It’s been a very long while since I’ve been actively blogging, which I’m going to put down to the intensity of second year and a heavy rehearsal schedule, but in reality is probably due to crippling laziness and my Dad giving me the Netflix password. I’ve been thinking about this post for a while, but I haven’t ever got round to actually putting proverbial pen to paper (fingers to cracked phone screen), and since I’m currently on a very long tube journey from Fulham Broadway to Camden Town I figure now is as good a time as any to start.
“What is this thing?!”
As most scientists and mathematicians will discover, at some point you reach a stage in your academic career where showing your work to someone outside your chosen discipline prompts a despairing cry of “What the fuck is that?! I have literally no idea what any of this means. What is this thing?! Jesus Christ, I could never do physics/maths/chemistry/engineering”. It would be lying to pretend that this sort of reaction isn’t, deep down, quite welcome – it gives you a sort of smug, superior “my subject is hard” glow – but, less superficially, it reveals a common misconception about mathematical subjects which, in my opinion, is a key factor in preventing kids from doing STEM subjects at a higher level.
“Imagine you’re reading a book in Cyrillic…”
Think about it this way. If you skim through a difficult history book, not being a historian yourself, your reaction might be a despairing one – “this is so dry and the vocabulary is overcomplicated, I could never finish this!” – but you would probably be able to power through it, maybe with the aid of a dictionary. Similarly, with a book in a foreign language, you accept that you’ll need google translate (or a dictionary, if you’re a purist or you don’t have the internet). Now imagine that you’re reading a book in Cyrillic, except it’s not regular Cyrillic, it’s just a meaningless string of Cyrillic symbols which are typeset seemingly at random with a couple of incongruous English words tossed in there like confusing croutons on a salad of misery. This is what maths looks like.
“People are told that mathematics is ‘the science of numbers’”
The problem lies in the fact that people are told that mathematics is ‘the science of numbers’ or something, when, in fact, it is a mix of language, inductive thinking and formal logic, and it’s not a science at all. To carry on with the maths/foreign language analogy, we can think of the symbols in a formal statement as the ‘words’ of the language, while being able to put them together in a way that makes logical sense is the ‘fluency’ that you get when you’ve been studying that language for a really long time. The problem is only in the fact that you only realise this much later on in your mathematical life – nobody tells you at school that it’s ok to be mystified by equations, because you’re not good enough at the language to understand them yet.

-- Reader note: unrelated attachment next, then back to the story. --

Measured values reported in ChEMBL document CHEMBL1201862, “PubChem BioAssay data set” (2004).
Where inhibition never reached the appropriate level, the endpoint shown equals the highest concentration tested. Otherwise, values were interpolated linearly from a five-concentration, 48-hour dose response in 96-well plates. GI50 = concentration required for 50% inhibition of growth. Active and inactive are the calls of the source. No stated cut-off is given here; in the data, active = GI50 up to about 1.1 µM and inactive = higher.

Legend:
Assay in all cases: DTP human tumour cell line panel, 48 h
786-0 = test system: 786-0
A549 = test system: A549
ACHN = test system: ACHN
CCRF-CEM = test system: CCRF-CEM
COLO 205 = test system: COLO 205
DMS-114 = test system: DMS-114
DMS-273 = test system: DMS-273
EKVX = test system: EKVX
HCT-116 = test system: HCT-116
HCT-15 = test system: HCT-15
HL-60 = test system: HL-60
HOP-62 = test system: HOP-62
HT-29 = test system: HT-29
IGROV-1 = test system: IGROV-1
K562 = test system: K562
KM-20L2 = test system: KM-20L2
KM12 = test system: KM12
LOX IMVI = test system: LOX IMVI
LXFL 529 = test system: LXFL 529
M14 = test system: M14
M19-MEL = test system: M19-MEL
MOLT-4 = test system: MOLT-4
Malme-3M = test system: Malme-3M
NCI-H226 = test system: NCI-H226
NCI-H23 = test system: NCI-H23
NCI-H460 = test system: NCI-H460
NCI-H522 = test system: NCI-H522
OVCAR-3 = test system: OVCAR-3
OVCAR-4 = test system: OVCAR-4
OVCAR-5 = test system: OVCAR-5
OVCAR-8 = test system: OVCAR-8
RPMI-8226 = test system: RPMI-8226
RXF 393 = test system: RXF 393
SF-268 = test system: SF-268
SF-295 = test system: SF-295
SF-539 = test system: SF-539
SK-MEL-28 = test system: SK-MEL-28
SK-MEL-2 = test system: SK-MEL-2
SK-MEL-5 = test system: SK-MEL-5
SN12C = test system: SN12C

The easiest way to show my point is with a couple of examples – my favourite by far for illustrating the complexity of formal language is the Intermediate Value Theorem. Have a look at this. (I was going to latex this stuff, but I can’t be bothered and I prefer good old fashioned pen and paper anyway)
This is the Intermediate Value Theorem in its most condensed form (including the definition of continuity, for completeness purposes). Nope? How about this:
“If a continuous function f with an interval [a, b] as its domain takes values f(a) and f(b) at each end of the interval, then it also takes any value between f(a) and f(b) at some point within the interval”
That was poached directly from the Wikipedia page on the IVT. Let’s simplify this some more:
“If you draw a wiggly line that doesn’t cross itself from the bottom left of a rectangle to the to the top right corner of a rectangle, without taking your pen off the paper, then any horizontal line you draw on the rectangle will cross the wiggly line at least once”
And finally, here is a picture:
There. That wasn’t so hard. What we’ve done here is essentially put the maths through a three-step translation process – taking the formal symbols and turning them into the wordy statement, then interpreting that in layman’s terms, and then thinking about it pictorially – and it’s this sort of visualisation which is absolutely crucial to the understanding of mathematics as a whole. It’s not universally possible to visualise something in pictorial terms in higher level maths, and it’s then where you have to revert to using axioms and theorems rather than trying to think intuitively (topology, for example) but as a general rule, it always helps to try and think what the statement is actually trying to say before you work with it.
What I’m trying to say here is that kids are taught implicitly that maths is hard because it looks hard, and that only serves to further the thought that maths is like marmite – you either ‘get it’ or you ‘don’t get it’ – which is one that stops so, so many kids from doing A-Level maths. Of course, this isn’t helped at all by the fact that “good at maths” in kid-world (and most of the adult world, as I’ve discovered too many times in bars: “you study maths? What’s 347*892?” GO AWAY) directly translates to “being able to do lots of big sums in your head very quickly” which is not the same thing at all. “Lightning calculator” and “good at maths” are not tautological statements, far from it – plenty of people who can do lots of sums very fast couldn’t recognise an epsilon/delta proof if it punched them in the face. Teach maths it as what it is – a formal language and logical reasoning – not as ‘magical number science’ and I guarantee that the bright, well-reasoned kids who would end up being lawyers or historians might well end up being mathematicians instead. Think about it, anyway.
Edit: I may spend the rest of my academic life compiling a giant “Maths to Easy English” dictionary